Descending order refers to arranging a set of numbers or objects from the largest to the smallest. This is the opposite of ascending order, which involves arranging the numbers from the smallest to the largest.

When arranging numbers in descending order, you start with the largest number and then proceed to the next largest number, and so on, until you reach the smallest number in the set.

Let's say we have the following set of numbers: 8, 3, 12, 6, 9.

To arrange these numbers in descending order, we start by identifying the largest number in the set, which is 12. We write down 12 as the first number in the descending order. Then, we look for the next largest number, which is 9. We write down 9 as the second number in the descending order. Next, we have 8, then 6, and finally 3. So, the numbers in descending order are 12, 9, 8, 6, 3.

When dealing with objects or items that are not numbers, such as fruits or shapes, you can also arrange them in descending order based on a specific attribute, such as size or weight.

Understanding how to arrange numbers and objects in descending order is important in mathematics and everyday life, as it helps us organize information from largest to smallest, making it easier to analyze and compare the values or objects.

By practicing the concept of descending order, children can develop a better understanding of the relative magnitude of numbers and objects, which is a fundamental skill in mathematics.

So, arranging numbers or objects in descending order is a useful skill that allows us to compare and analyze information more effectively.

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Counting and Cardinality

Know number names and the count sequence.

Count to 100 by ones and by tens. [K-CC1]

Count forward beginning from a given number within the known sequence (instead of having to begin at 1). [K-CC2]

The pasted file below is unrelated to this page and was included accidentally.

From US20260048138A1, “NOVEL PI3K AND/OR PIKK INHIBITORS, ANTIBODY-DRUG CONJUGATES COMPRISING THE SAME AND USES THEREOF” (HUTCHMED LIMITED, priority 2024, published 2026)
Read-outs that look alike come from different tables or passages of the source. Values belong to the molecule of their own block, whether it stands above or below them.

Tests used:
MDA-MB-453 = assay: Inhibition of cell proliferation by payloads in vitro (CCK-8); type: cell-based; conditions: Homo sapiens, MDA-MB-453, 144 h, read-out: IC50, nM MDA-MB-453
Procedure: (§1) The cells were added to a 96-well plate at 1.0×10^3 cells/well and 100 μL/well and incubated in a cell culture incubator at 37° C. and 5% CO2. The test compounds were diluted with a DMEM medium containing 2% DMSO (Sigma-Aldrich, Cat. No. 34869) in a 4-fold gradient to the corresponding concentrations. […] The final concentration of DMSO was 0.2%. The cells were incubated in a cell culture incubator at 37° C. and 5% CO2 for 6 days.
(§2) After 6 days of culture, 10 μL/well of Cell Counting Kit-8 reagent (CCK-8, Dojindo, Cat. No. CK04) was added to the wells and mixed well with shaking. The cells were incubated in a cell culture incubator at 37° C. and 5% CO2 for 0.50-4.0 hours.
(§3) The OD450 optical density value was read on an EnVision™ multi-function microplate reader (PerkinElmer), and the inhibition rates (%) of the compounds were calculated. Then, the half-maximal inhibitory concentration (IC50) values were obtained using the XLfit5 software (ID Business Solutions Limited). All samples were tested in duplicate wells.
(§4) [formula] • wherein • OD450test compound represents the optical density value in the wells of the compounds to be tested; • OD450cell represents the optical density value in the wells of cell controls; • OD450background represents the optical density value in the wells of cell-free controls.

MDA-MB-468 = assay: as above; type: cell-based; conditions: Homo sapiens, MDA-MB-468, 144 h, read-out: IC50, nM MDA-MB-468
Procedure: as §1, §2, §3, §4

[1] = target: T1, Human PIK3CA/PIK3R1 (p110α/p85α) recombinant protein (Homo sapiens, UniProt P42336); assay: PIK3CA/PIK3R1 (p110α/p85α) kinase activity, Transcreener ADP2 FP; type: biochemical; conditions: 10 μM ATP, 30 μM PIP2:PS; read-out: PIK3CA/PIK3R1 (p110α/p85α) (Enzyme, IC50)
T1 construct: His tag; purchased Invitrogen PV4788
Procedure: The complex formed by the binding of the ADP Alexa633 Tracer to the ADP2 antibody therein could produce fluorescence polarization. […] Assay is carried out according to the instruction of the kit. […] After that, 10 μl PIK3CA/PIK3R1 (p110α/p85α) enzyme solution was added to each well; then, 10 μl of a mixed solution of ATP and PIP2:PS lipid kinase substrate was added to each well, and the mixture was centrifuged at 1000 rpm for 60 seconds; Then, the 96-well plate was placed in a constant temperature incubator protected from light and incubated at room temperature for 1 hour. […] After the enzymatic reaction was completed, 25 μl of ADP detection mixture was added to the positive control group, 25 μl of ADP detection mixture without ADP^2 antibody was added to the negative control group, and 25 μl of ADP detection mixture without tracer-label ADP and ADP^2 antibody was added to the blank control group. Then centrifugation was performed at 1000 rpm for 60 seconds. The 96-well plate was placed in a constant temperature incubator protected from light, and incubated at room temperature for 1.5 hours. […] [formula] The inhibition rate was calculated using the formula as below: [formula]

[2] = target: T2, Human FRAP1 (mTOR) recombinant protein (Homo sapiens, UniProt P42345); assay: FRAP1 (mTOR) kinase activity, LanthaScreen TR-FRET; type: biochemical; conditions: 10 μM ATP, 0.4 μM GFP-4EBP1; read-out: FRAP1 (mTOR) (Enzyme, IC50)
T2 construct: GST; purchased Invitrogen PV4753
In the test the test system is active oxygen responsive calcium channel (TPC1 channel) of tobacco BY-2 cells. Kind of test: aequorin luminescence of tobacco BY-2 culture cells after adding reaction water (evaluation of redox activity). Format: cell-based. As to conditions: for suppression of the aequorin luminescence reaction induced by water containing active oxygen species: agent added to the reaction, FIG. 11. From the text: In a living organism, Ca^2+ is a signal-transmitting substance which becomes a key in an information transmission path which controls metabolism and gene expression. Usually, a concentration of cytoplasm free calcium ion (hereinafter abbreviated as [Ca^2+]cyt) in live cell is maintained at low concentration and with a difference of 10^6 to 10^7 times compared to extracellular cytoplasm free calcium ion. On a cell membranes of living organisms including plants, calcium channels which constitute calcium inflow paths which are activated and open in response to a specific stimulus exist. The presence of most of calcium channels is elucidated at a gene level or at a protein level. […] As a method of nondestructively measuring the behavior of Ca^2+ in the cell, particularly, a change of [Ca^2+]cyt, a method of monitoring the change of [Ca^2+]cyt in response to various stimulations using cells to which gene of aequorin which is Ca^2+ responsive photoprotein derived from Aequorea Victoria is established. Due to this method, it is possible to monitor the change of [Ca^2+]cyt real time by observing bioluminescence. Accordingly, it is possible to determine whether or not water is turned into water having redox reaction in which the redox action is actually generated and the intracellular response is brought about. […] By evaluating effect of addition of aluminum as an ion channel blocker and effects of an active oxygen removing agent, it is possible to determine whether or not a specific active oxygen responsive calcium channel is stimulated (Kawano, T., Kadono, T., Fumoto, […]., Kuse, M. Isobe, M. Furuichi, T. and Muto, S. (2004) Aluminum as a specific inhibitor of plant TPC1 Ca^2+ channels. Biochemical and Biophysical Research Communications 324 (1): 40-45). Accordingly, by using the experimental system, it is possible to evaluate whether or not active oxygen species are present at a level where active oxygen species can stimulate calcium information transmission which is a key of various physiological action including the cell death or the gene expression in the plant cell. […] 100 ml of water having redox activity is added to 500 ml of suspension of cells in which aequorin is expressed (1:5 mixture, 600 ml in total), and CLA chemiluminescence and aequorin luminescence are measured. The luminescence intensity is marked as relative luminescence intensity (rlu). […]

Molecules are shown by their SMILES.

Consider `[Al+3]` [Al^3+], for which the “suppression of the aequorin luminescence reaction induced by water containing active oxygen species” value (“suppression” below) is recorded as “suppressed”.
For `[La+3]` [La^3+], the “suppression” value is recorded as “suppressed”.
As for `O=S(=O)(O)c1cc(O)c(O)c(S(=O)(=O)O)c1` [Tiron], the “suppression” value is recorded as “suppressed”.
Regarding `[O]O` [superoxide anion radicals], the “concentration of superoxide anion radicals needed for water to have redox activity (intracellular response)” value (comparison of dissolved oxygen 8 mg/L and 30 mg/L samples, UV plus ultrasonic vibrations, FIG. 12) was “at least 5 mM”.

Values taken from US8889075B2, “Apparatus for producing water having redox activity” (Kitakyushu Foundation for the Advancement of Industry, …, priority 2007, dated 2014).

Count to tell the number of objects.

Understand the relationship between numbers and quantities; connect counting to cardinality. [K-CC4]

Understand that each successive number name refers to a quantity that is one larger. [K-CC4c]

Compare numbers.

Identify whether the number of objects in one group is greater than, less than, or equal to the number of objects in another group, e.g., by using matching and counting strategies. (Include groups with up to ten objects.) [K-CC6]

Operations and Algebraic Thinking

Understand addition as putting together and adding to, and understand subtraction as taking apart and taking from.

Represent addition and subtraction with objects, fingers, mental images, drawings, sounds (e.g., claps), acting out situations, verbal explanations, expressions, or equations. (Drawings need not show details, but should show the mathematics in the problem. This applies wherever drawings are mentioned in the Standards.) [K-OA1]

Solve addition and subtraction word problems, and add and subtract within 10, e.g., by using objects or drawings to represent the problem. [K-OA2]

Fluently add and subtract within 5. [K-OA5]